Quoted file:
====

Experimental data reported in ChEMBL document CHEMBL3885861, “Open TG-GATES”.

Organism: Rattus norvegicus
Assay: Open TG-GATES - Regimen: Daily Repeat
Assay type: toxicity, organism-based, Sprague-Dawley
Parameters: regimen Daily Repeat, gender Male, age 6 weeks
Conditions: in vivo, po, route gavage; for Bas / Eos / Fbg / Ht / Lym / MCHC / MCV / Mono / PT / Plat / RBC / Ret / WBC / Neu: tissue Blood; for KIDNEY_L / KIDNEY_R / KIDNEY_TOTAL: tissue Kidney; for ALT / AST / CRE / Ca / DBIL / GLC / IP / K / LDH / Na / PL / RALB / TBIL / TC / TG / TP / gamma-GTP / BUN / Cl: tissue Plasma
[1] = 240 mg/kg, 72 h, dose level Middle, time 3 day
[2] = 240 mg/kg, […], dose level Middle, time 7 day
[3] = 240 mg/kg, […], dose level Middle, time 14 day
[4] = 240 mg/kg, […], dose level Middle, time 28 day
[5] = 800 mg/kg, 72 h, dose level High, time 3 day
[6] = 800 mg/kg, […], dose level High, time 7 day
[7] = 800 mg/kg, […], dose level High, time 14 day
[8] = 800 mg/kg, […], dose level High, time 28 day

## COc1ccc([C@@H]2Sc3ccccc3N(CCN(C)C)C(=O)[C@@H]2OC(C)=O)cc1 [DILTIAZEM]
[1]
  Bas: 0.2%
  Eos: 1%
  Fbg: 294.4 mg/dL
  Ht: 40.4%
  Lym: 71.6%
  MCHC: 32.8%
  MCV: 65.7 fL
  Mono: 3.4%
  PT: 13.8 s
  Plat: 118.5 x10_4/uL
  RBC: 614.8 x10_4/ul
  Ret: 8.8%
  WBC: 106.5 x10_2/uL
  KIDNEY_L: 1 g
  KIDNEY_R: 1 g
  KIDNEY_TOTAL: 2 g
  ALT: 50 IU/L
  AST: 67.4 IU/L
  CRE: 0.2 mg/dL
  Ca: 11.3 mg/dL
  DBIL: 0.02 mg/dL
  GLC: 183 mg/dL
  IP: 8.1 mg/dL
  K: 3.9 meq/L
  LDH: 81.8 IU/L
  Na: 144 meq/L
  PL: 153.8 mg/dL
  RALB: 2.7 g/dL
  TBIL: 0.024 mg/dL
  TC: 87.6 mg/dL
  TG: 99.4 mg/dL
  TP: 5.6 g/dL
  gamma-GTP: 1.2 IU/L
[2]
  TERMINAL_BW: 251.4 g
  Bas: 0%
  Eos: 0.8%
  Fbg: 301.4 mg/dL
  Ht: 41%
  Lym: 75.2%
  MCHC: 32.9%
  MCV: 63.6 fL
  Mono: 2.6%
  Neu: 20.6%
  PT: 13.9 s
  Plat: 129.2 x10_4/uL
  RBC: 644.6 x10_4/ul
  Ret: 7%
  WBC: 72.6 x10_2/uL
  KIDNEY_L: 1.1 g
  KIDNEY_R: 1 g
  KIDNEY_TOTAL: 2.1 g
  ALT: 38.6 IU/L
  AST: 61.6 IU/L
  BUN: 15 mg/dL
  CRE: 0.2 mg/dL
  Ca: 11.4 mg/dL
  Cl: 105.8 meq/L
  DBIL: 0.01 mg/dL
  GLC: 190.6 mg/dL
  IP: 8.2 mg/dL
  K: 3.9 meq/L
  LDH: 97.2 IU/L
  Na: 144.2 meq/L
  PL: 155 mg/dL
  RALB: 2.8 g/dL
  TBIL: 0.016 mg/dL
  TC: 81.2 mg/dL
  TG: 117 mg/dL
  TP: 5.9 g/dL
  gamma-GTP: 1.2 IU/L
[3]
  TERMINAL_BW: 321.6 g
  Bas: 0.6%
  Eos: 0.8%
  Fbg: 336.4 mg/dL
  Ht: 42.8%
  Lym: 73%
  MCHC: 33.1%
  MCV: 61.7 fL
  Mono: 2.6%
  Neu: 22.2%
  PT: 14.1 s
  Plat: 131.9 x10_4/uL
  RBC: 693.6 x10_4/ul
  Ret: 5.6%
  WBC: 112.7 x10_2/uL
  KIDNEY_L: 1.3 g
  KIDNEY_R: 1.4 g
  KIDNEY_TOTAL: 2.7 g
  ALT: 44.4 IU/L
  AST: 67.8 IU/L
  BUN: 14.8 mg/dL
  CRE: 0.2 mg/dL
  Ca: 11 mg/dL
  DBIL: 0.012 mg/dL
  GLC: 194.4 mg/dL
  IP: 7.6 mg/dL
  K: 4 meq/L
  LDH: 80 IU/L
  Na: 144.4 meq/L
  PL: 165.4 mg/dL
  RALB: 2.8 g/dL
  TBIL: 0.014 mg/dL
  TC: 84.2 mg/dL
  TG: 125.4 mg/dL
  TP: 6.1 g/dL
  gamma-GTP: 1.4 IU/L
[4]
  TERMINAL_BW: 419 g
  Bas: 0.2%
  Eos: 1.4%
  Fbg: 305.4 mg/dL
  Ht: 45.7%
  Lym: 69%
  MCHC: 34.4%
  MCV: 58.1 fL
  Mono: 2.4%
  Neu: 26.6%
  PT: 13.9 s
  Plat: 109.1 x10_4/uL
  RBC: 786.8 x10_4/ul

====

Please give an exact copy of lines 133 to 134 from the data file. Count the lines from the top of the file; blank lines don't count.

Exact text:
  MCV: 58.1 fL
  Mono: 2.4%